Andrew S · Non-Fiction · Religion

On Christian Theology | by Rowan Williams

On Christian Theology

On Christian Theology by Rowan Williams
(Blackwell, 2000, 328 pages)

Rowan Williams has been serving as the Master of Magdalene College in the University of Cambridge for about a year now, a position which followed a full decade as the Archbishop of Canterbury. Prior to serving as the leading figure in the Church of England and the global Anglican Communion, Williams had spent his life in the academic circles to which he has now returned. On Christian Theology is one of the major fruits from this earlier stage of academic life, and it demonstrates why Williams is so uniquely qualified to serve in the prominent public roles that he has found himself occupying.

This book is a collection of articles originally published in various journals. They deal with issues of scriptural interpretation, historical criticism, interreligious dialogue, Trinitarian theology, sacramental theology, and the nature of the Church. To all these issues, Williams brings a sensitivity to questions of historicity – how did the canon of Scripture come together in its historical process, and how does that affect our reading of it; how did the early Church begin to define itself in relation to the surrounding religions of its day, and how does that inform contemporary interfaith dialogue; does the Church dictate to society the best vision for the public good, or must it also listen and learn from “secular” interlocutors? Williams never seems to be willing to settle for easy or comforting answers, and he gently but firmly challenges the Church to constant self-examination and renewal.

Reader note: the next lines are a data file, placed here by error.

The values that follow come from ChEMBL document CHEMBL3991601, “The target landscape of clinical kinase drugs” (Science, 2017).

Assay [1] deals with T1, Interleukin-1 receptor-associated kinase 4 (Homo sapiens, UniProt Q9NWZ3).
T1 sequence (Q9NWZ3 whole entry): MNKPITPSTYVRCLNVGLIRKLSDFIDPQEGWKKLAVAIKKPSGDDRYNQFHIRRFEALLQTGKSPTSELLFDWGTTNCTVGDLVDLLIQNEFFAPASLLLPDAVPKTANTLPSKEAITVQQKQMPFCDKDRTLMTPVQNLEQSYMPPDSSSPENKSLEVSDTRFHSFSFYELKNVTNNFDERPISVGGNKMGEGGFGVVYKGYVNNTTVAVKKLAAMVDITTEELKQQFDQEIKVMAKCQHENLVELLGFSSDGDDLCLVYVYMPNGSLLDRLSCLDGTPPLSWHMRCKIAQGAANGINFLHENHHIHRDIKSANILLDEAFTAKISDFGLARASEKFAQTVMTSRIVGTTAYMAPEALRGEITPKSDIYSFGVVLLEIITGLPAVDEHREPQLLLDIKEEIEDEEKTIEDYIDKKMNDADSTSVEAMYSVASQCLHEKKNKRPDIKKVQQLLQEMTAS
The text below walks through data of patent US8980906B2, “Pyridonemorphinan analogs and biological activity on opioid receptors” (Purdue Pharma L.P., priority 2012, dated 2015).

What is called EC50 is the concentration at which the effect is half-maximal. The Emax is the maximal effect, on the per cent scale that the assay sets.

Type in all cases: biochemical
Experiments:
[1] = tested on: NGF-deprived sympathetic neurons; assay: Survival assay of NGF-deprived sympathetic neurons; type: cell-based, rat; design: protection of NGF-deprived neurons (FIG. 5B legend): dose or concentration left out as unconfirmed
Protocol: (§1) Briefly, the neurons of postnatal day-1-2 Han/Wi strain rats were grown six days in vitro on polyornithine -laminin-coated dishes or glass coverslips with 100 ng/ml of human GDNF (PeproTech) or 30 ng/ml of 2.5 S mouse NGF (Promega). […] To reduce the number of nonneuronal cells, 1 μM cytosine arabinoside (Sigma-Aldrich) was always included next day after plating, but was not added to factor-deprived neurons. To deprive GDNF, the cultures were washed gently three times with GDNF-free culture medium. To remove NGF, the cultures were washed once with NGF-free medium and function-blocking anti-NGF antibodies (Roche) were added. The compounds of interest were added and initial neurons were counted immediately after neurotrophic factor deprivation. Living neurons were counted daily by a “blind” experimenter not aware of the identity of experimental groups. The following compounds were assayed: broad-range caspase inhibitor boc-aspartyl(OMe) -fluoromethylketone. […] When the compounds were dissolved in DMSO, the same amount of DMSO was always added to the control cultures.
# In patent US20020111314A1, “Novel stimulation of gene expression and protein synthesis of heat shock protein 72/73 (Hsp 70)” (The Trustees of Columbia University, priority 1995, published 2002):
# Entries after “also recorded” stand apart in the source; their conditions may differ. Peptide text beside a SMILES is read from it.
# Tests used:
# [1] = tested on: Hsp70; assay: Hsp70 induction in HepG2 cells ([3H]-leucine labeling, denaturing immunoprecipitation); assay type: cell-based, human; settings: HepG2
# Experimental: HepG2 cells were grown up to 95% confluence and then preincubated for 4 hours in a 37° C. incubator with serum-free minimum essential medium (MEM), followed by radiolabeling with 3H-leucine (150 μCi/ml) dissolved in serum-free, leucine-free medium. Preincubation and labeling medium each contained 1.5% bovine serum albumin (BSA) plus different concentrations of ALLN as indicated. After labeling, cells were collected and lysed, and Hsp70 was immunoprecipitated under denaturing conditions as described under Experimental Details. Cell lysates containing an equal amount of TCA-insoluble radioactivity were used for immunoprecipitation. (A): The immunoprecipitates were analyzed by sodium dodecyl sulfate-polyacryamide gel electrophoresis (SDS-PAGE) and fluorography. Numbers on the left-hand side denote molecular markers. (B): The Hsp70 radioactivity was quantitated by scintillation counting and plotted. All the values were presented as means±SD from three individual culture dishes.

Perhaps the single most significant contribution that Williams offers to the contemporary theological scene through this volume is the three-fold distinction between celebratory, communicative, and critical styles of theological reflection. These styles correspond (very) loosely to liturgical, apologetic, and apophatic modes of theology. Williams’ articulation of these three modes in the Prologue, as well as his demonstration of how to engage in each mode throughout the various sections of this volume, is a very helpful and nuanced model for theological scholarship.

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